The ukulele shuffle strumming exercise on the previous page presents a challenge to some students of the ukulele. Some people can do it, but don't really understand what is happening, and some people get thrown off completely, and have a difficult time aligning what their ear hears, with what their finger does.
Because shuffles are such a common part of modern music, and include anything we might call "Swingin'", we're going to look at these "off-kilter" rhythms in a little more detail, to help you understand what a shuffle is, how it differs from a "straight" rhythm, and what exactly you do to create, emulate, or follow one.
By engaging both your eyes and your ears, this demonstration will be processed in a larger swath of your brain, and hopefully help you see more clearly what a shuffle is. The better you understand it, the more easily you will be able to forget about it and focus on the music.
Press the "play" button on the demonstration below, and watch as a steady-moving time marker travels across the down-strokes and up-strokes of a straight rhythm, and then a shuffle.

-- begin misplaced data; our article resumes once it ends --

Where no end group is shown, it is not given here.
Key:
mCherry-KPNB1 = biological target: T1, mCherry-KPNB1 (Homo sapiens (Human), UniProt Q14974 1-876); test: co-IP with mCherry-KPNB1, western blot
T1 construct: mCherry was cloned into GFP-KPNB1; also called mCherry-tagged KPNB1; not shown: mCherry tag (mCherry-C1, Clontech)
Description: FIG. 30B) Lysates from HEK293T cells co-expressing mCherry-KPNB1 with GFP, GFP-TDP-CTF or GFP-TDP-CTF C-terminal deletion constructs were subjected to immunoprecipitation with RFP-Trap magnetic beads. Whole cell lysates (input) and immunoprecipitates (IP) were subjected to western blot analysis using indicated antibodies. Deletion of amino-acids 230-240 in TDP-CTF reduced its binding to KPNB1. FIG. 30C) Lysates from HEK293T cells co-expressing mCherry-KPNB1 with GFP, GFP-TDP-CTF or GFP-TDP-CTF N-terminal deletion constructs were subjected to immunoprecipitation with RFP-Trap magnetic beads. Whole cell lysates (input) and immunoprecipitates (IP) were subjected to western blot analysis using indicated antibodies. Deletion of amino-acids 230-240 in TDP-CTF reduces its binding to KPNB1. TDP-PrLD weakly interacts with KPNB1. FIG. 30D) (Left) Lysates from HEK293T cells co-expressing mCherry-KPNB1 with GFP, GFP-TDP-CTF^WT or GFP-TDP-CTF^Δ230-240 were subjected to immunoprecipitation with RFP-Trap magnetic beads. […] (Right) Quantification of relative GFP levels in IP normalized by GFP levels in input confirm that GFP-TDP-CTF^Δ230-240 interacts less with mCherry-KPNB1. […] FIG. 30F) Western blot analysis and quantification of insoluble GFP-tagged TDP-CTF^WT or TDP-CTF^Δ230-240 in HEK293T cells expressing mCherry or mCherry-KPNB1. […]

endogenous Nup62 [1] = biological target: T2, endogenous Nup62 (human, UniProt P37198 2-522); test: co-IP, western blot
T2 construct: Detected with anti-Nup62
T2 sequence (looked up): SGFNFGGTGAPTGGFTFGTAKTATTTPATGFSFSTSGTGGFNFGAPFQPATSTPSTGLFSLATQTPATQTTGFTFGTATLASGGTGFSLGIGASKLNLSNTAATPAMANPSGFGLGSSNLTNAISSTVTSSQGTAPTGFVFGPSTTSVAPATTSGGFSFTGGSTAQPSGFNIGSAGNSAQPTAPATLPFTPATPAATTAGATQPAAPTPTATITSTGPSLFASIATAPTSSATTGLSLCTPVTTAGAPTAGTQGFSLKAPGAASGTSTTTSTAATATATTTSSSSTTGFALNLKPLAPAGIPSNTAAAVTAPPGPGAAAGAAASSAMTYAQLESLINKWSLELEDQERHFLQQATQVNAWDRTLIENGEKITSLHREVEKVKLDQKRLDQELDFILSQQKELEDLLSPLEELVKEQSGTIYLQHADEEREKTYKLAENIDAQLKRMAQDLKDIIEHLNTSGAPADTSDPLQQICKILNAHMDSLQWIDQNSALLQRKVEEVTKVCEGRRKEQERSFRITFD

As you can see, the time between the up and the down, and the time between the down and the up, is the same for a straight rhythm - but in a shuffle, the time between the up and the down is much smaller than the time between the down and the up. Another way to say this is that your hand will be spending more time in the "down" position between strums than in the "up" position between strums.
And you can't really quantify this. In a classical "swing" rhythm, in theory, the space between the downs is divided into 3 - the down is on the one, the up is on the 3, so the time before the up is twice as long as the time after the up.
But in the real world, and even in really, really swingin' swing rhythms - it's all about feel. Some shuffles are soft, some are hard, some are swingin', some really rock, and the feel of the shuffle has to do with which beats, (and ups) are accented - and at what microsecond between the downs the ups actually fall.
As you play more and more things that "shuffle", you will find it easier and easier to "get into the groove" - which is the non-mathematical way of saying that you will instinctively and easily be able to play the upchucks on precisely the microsecond that the groove of the song calls for. (Bands that instinctively play the upchucks together on really cool microseconds are usually referred to as "tight".)